Cassini is orbiting Saturn with a period of 31.9 days in a plane inclined 28.8 degrees from the planet's equatorial plane. The most recent spacecraft tracking and telemetry data were obtained on April 27, using one of the 34-meter diameter Deep Space Network stations in California. The spacecraft continues to be in an excellent state of health with all of its subsystems operating normally except for the instrument issues described at http://saturn.jpl.nasa.gov/anomalies/ .

For an illustration showing Cassini’s current position as well as some interesting facts, refer to: https://saturn.jpl.nasa.gov/mission/saturn-tour/where-is-cassini-now/ .

Regular visitors will notice that the mission’s newly designed website has gone live. Created to share Cassini’s story with the public like never before, the site features amazing images and visualizations, regular content updates, as well as fresh, vibrant, and engaging descriptions of how Cassini works and what the mission has achieved.

Cassini spent this week continuing on the inbound leg of its Saturn orbit #235. Gathering speed relative to the planet, it passed inward across the orbital distance of Saturn's two-tone moon Iapetus. By week's end, though, the spacecraft had come only within 2.7 million km from the planet.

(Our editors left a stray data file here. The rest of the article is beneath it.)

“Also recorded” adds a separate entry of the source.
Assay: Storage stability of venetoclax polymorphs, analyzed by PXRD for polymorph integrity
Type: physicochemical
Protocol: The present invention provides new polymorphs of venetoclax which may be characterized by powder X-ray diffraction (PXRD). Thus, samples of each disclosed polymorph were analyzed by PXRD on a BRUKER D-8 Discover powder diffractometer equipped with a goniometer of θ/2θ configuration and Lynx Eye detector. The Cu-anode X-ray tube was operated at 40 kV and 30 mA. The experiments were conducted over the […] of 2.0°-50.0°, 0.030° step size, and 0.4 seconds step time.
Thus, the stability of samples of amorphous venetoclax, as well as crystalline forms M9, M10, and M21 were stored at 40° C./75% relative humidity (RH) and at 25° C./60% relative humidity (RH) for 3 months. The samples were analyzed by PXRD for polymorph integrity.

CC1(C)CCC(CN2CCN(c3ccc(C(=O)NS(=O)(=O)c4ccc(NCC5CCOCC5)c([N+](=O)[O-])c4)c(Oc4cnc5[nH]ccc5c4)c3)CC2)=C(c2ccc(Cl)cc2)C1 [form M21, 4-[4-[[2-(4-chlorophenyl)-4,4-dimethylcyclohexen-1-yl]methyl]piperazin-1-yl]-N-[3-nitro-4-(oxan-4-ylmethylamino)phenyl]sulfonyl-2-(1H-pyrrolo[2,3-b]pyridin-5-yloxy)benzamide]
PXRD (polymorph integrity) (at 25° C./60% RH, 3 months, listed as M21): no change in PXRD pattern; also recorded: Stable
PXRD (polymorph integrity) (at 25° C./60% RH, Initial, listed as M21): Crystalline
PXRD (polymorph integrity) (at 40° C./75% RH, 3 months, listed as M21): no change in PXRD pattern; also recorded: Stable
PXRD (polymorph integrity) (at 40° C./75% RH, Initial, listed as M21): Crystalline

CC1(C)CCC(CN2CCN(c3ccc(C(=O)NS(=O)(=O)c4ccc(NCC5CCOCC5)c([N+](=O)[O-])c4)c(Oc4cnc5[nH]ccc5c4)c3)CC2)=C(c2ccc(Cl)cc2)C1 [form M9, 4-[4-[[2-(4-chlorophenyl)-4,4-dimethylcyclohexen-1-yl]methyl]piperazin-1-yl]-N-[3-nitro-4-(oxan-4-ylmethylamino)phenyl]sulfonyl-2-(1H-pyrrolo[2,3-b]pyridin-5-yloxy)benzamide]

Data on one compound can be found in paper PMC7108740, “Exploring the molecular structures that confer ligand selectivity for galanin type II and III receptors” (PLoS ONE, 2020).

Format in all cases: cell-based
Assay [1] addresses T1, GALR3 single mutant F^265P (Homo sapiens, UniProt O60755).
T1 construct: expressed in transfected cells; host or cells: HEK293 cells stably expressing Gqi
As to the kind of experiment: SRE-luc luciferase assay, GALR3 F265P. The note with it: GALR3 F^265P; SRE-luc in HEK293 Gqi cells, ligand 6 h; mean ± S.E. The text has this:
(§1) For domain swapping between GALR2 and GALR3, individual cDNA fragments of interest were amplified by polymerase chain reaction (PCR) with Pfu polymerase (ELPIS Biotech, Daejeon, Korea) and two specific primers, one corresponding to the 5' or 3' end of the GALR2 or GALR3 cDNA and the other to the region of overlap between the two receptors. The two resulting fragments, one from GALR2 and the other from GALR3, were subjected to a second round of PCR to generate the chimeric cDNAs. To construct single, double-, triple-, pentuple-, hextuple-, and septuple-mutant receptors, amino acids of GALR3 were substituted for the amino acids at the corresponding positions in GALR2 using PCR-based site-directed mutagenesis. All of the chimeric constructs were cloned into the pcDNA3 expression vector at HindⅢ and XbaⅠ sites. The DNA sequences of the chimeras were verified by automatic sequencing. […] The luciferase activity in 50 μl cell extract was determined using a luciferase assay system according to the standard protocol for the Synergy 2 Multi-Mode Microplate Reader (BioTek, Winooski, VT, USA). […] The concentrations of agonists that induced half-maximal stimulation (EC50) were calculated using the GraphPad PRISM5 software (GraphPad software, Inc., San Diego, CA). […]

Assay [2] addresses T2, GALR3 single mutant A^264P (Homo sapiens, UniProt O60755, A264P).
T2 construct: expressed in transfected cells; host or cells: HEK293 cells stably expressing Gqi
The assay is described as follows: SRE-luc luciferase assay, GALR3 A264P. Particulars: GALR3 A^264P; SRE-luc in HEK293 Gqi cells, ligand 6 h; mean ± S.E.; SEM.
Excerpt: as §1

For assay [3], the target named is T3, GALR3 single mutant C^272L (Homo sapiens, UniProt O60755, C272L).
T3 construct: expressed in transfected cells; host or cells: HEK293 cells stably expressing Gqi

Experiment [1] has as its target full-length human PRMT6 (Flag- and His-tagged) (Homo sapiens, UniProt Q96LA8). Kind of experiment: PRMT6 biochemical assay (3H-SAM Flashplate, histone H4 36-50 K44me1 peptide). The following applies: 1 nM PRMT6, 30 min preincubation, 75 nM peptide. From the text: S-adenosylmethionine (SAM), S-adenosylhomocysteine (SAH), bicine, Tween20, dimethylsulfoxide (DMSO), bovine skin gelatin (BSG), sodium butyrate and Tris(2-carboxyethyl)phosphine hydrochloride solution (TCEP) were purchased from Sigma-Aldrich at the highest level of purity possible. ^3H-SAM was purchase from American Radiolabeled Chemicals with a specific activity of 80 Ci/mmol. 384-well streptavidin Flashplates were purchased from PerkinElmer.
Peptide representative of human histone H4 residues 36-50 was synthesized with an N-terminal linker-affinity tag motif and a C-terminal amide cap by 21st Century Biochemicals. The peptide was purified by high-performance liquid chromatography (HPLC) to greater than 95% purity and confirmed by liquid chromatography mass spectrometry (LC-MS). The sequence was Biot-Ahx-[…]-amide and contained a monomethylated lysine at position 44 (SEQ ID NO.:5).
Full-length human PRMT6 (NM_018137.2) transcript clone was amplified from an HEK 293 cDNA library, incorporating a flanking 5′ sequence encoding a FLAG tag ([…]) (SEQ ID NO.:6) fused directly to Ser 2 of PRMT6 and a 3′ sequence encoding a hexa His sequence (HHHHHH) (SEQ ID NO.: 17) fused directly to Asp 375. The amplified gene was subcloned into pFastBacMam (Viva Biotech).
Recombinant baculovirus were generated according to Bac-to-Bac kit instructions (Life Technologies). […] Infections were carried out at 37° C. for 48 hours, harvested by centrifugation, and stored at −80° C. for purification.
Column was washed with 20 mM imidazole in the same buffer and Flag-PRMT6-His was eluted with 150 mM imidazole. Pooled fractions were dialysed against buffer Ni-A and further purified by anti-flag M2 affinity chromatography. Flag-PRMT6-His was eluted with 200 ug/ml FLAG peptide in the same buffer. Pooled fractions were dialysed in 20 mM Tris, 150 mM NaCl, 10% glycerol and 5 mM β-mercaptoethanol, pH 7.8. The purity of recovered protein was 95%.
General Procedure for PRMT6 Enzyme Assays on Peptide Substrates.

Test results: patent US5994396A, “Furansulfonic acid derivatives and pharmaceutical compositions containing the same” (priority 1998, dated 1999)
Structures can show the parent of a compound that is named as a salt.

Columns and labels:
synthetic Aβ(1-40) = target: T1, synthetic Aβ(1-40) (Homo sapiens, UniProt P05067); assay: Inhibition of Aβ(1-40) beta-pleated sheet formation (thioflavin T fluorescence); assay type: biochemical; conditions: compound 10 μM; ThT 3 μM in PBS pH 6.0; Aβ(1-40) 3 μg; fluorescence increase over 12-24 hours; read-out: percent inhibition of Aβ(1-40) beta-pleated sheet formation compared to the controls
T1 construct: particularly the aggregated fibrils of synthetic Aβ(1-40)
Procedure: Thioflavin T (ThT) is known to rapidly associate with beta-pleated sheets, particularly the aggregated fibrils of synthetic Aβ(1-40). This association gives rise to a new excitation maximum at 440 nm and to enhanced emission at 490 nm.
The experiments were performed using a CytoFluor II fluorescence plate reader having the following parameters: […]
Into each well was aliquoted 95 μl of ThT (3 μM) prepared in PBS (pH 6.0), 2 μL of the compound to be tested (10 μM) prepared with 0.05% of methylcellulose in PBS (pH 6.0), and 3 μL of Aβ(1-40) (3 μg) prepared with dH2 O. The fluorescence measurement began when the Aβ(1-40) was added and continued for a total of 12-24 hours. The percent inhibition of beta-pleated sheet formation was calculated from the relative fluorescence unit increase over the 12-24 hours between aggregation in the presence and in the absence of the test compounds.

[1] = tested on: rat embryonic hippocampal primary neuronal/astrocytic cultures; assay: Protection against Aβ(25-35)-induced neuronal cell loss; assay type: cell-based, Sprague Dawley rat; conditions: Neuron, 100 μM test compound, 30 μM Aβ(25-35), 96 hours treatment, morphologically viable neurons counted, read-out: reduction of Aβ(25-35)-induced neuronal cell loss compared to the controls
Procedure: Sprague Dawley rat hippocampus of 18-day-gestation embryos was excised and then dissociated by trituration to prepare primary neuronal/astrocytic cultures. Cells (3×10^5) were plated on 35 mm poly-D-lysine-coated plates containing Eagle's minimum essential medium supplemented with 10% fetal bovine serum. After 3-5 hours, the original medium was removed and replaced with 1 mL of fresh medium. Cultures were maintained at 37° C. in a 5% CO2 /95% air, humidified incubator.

Meanwhile on Earth, congratulations went out to the US winners of the 2015-16 Cassini Scientist for a Day Essay Contest (schedules for international contest results will vary). More than 1,150 students from 31 states had entered, and the results were determined by dozens of judges who volunteered their time. More information is available here:
https://solarsystem-legacy.jpl.nasa.gov/educ/Scientist-For-a-Day/2015-16/winners/ .

Wednesday, April 20 (DOY 111)

Today, Cassini's Cosmic Dust Analyzer CDA made a nine-hour observation of exogenous dust, grains of material coming into the Saturn system from elsewhere. CDA repeated this observation on Friday, and then again on Saturday.

Thursday, April 21 (DOY 112)

The Imaging Science Subsystem (ISS) led a 90-minute observation in the Titan monitoring campaign, with the Composite Infrared Spectrometer (CIRS) and the Visible and Infrared Mapping Spectrometer (VIMS) participating. Titan was 2.9 million kilometers away. Next, ISS performed a 60-minute observation as part of the satellite orbit campaign, looking for objects close to Saturn. This pair of observations repeated on Saturday as well.

Cassini next turned to point its telescopes to the gas giant, and CIRS and VIMS began mapping Saturn’s atmosphere for 16 hours. This mid-infrared-wavelength observation will help determine temperatures in the upper troposphere and the tropopause.

Friday, April 22 (DOY 113)

The European Geophysical Union (EGU) wrapped up its week-long meeting in Vienna today. The Cassini Project Scientist gave the keynote address on the 2017 Cassini Grand Finale, and there were many other Cassini-related science sessions as well during the week.